|Baroque Tradition in Europe|
“Baroque” describes both a period and the artistic style that dominated the 17th century. The baroque style originated in Rome, Italy, c. 1600, largely as an expression of Catholicism and the royal courts, and spread throughout Europe, lasting into the early 18th century.
Following the Counter Reformation in the 16th century, the Roman Catholic Church, the main patron of the arts in Europe, required new forms of art in ecclesiastical contexts to educate the masses and to strengthen the church’s spiritual and political positions.
Baroque painting not only includes portraits of saints and the Virgin, but also encompasses numerous styles and diverse themes—large-scale religious works with monumental figures that clearly convey a narrative, which were intended to convince worshipers to adhere to the church’s doctrines; heroic mythological and allegorical cycles, designed to engage the intellect of the viewer and glorify royalty; portraiture; and still life.
Seventeenth-century painting comprises five stylistic categories. Caravaggio (1571–1610), who stressed painting from the model and the use of chiaroscuro, the strong contrast of shade and light, helped to spread naturalism from Rome into Italy, Spain, and the Netherlands.
Classicism, represented by Annibale Carracci (1560–1609) and his school, drew from Renaissance and Venetian sources to create works of great drama, vitality, and grandeur that appealed to the senses. Academic classicism, or the Louis XIV style, developed in France through the Royal Academy.
Peter Paul Rubens (1577–1640) popularized the later high baroque style, which emphasized unity of composition and context, rich color, emphasis on theatrical drama, and robust, monumental interacting figures. Painters in the Dutch Republic such as Vermeer (1632–75) introduced realism, using themes from everyday, contemporary life and giving great attention to faithfully reproduced detail.
In Spain, Velázquez (1599–1660), Murillo (1618–82), Zurbarán, and Cotán created genre scenes and still life. Baroque relief sculpture and sculpture-in-the-round emphasized action and theatricality, employed a single optimal viewpoint, and often depended on context for interpretation.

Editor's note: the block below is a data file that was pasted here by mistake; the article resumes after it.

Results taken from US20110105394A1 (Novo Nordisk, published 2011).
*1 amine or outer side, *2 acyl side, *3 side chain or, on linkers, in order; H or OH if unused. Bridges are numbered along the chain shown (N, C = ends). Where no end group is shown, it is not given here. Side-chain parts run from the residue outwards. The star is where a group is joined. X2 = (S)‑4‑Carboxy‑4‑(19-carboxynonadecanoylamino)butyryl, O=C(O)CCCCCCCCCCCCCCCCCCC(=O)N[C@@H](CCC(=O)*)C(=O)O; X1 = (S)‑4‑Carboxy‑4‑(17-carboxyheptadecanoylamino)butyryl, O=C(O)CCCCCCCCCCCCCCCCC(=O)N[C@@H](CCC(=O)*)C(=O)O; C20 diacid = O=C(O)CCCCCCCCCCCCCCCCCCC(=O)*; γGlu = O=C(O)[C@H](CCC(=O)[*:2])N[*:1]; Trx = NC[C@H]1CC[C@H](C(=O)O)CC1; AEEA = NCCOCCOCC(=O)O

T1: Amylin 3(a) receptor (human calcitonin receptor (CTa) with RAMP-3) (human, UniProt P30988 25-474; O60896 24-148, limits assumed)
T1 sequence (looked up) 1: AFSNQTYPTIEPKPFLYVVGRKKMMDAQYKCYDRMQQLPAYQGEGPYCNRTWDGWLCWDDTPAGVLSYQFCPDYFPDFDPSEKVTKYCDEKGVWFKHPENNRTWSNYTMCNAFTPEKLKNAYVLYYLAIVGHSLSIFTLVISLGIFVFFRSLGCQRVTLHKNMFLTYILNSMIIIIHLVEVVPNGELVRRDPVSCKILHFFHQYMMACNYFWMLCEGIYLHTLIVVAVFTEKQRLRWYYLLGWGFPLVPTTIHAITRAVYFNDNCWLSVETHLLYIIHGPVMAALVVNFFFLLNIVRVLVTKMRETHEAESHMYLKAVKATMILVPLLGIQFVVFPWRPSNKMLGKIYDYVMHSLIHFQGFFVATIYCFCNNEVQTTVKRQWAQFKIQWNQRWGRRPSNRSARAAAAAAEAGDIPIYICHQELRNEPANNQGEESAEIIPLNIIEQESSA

Bernini (1598–1680), considered the greatest sculptor of the baroque era, worked in Rome and sculpted single, dramatic moments that expressed the subject’s inner psychology.
Architects of the baroque era, notably Bernini and Francesco Borromini (1588–1667) in Italy, Sir Christopher Wren (1632–1723) in England, Jules Hardouin-Mansart (1646–1708) and Louis Le Vau (1612–70) in France, and Johann Michael Fischer von Erlach (1656–1723) and Balthasar Neumann (1687–1753) in central Europe, created large, impressive buildings with an emphasis on complete spatial integration, in which all architectural elements work together to form a unified whole.
Architects altered the planar, horizontal facades of the Renaissance style, embellishing outer facades with central bay projections, freestanding columns, niches, and classical ornament, which emphasized verticality and allowed light and shadow to play across the surface and enhance the sculptural effect of the monumental structures.
Architects developed circular, elliptical, elongated cross, and octagonal ground plans for religious and secular buildings. Architects often crowned these baroque structures with an interior dome, employed illusory interior trompe l’oeil effects, and made use of opulent ornament to intensify the dramatic experience for the viewer.
Musicians of the baroque era, such as Bach (1685–1750), Handel (1685–1759), Vivaldi (1678–1741), and Monteverdi (1567–1643), developed a contrapuntal style of imitative counterpoint, harmony, and elaborate ornamentation and popularized opera.
In literature, the English metaphysical poets explored metaphor and paradox, authors focused on allegory and metaphor, and the novel form gained in popularity.